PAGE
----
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Fossil skull of a flat-headed peccary, Platygonus compressus, from Bat Cave, Missouri.

Thanks to an abundance of fossils in Bat Cave, Missouri, paleontologists have been able to interpret seasonal social habits in the extinct flat-headed peccary, which lived tens of thousands of years ago during the Late Pleistocene Epoch.

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Diver with Protocyon jaw and vertebra

In a deep pit inside an underwater cave in the Yucatán Peninsula of Mexico, paleontologists have discovered the fossils of two unexpected carnivorans, a bear and a wolf-like predator which were once thought to have lived only in South America. Fossils from Middle America are rare, and these ancient predators help shed light on the history of animal evolution and migration through the region.

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The cast of “Little Guy” (ETMNH 609) mounted on display in the ETSU Museum of Natural History at the Gray Fossil Site. Photo by Steven Wallace.

The Gray Fossil Site in East Tennessee preserves the remains of a diverse ecosystem dating to a time called the Late Hemphillian Stage and home to tapirs, alligators, mastodons, red pandas, and more. Now, a study published in the Bulletin of the Florida Museum of Natural History unveils the latest new species from the site, a rhinoceros named Teleoceras aepysoma. At an estimated 4.5-4.9 million years old, these were among the very last rhinos in North America.

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Early dog burial at the Koster Site, Illinois.

Dogs were first domesticated in Eurasia by around 16,000 years ago. As human groups colonized the Western Hemisphere, dogs followed, giving rise to unique native American dog populations which ultimately vanished after the arrival of Europeans. But very little is known about the earliest American dogs. In a recent study published in the journal American Antiquity, researchers took a new look at three ancient dogs from central Illinois: two from the Koster site in Greene County and one from the Stilwell II site in Pike County.

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Cenococcum geophilum

Years ago, researchers put the dark clay of the Gray Fossil Site under the microscope to explore the ancient environment of Gray, Tennessee, around five million years ago. They were looking for pollen, but also came across other forest inhabitants, including fossil fungi. While the pollen became the subject of a 2013 study investigating the ancient plants of the fossil site, an analysis of the fungi has now been published in the journal Mycosphere. Normally, when we think of fossils, we imagine hard, durable things like bones, teeth, shells, or seeds.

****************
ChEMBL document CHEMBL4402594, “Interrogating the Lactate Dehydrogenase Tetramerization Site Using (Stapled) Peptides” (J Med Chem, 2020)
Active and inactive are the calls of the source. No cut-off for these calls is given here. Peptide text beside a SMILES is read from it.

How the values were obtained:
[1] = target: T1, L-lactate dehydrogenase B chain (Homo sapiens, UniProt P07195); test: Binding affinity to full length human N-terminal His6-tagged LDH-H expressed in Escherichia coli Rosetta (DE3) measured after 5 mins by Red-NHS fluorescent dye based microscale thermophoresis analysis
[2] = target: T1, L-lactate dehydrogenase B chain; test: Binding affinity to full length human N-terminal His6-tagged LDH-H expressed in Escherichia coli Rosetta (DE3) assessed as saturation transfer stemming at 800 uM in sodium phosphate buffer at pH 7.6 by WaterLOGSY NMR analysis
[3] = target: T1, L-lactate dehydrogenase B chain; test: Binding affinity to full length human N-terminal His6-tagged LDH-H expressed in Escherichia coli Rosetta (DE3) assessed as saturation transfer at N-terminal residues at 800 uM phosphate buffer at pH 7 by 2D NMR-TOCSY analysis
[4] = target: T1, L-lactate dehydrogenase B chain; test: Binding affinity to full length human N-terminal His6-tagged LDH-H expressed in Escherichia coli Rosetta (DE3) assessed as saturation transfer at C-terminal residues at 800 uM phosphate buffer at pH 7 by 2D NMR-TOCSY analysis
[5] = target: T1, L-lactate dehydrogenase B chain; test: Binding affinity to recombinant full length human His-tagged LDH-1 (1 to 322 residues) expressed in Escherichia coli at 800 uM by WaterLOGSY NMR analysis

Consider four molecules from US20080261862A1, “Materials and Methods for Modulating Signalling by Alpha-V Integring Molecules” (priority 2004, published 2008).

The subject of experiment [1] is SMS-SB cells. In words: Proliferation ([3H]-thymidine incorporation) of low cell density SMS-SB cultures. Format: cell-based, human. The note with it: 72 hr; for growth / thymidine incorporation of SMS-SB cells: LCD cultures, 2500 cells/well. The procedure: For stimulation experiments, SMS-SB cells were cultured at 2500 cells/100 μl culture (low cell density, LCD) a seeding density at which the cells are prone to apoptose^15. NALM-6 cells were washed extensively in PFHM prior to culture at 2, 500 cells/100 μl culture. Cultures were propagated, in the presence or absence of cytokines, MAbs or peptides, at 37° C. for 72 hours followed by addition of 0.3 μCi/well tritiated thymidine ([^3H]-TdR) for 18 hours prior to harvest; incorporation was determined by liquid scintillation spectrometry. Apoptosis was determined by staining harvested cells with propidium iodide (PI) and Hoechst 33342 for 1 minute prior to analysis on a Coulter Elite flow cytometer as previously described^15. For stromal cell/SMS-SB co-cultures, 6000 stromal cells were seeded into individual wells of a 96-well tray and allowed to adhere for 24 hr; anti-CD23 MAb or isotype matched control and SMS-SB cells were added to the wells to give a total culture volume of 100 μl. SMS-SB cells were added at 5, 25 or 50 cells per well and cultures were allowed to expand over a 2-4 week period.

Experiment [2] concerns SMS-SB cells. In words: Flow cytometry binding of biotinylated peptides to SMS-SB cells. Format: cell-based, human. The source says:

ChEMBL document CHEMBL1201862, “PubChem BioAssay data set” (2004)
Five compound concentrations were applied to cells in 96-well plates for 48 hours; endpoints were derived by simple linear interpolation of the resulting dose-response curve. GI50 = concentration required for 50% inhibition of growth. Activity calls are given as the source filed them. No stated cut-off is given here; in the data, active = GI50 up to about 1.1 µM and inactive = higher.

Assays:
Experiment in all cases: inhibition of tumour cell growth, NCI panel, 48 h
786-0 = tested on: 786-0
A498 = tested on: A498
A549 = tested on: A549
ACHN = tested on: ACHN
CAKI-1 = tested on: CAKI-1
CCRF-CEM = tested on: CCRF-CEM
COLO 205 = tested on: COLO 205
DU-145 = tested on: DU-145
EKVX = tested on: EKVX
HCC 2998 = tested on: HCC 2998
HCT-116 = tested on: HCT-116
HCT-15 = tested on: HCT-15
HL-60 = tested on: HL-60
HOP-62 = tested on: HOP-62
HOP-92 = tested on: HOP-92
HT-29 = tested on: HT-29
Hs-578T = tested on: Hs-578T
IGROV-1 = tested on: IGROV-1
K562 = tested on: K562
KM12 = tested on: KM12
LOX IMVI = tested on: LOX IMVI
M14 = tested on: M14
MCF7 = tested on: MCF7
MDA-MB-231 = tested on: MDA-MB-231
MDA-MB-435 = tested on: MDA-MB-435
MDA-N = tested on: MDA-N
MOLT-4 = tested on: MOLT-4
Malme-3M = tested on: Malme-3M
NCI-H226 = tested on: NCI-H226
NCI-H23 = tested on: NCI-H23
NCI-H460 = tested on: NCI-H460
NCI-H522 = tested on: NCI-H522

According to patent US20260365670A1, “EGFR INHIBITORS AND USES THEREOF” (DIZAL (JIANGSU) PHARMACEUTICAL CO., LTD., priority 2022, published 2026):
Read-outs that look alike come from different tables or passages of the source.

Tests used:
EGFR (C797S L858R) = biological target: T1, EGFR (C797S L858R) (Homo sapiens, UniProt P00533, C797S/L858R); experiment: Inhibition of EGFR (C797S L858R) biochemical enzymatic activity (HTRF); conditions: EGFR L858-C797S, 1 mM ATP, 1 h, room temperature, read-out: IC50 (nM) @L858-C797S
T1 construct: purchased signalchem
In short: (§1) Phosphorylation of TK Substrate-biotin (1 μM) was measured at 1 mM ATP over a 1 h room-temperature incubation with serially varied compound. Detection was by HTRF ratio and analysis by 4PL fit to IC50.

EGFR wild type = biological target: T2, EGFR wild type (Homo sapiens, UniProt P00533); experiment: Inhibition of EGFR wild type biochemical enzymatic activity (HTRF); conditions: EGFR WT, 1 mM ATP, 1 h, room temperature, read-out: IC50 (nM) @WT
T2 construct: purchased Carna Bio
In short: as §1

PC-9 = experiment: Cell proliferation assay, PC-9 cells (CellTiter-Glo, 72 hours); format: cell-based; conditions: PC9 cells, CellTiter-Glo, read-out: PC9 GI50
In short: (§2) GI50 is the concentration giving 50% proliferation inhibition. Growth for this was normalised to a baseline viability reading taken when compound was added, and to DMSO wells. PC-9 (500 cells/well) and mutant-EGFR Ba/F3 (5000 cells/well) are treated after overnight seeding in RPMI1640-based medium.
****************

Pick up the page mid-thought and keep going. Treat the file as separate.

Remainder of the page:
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Peccary jaw from the Gray Fossil Site

East Tennessee was once home to a stunning diversity of remarkable animals, including rhinos, tapirs, mastodons, alligators, and more. We know all of this thanks to the fossil-rich clays of the Gray Fossil Site, located in Gray, TN, which preserve an ancient ecosystem dating back around 5 million years. Back then, the site was a large pond surrounded by a lush forest. Now, there’s another animal to add to our picture of this ancient ecosystem: peccaries!

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An illustrated reconstruction of the new wolverine species from the Gray Fossil Site, Gulo sudorus, shown with a young alligator (Illustration by Keila Bredehoeft).

JOHNSON CITY – Wolverines (Gulo gulo) are the largest terrestrial member of the weasel family today, and are distributed throughout cold, boreal habitats in North America and Eurasia. While wolverines are well-known for their ferocity, their fossil record is sparse and their origin has long been a mystery. A new discovery from the Gray Fossil Site in Tennessee has the potential to change that.

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Fossil Day celebration

On Saturday, November 10th 2018, the Gray Fossil Site & Museum is holding a Fossil Celebration! This event is part of our local celebration of National Fossil Day, an annual event that highlights the scientific and educational value of paleontology and the importance of preserving fossils for future generations. Activities and presentations for all ages will be held from 10:00 a.m. to 3:00 p.m. See fossils up close! Talk face-to-face with Gray Fossil Site paleontologists!.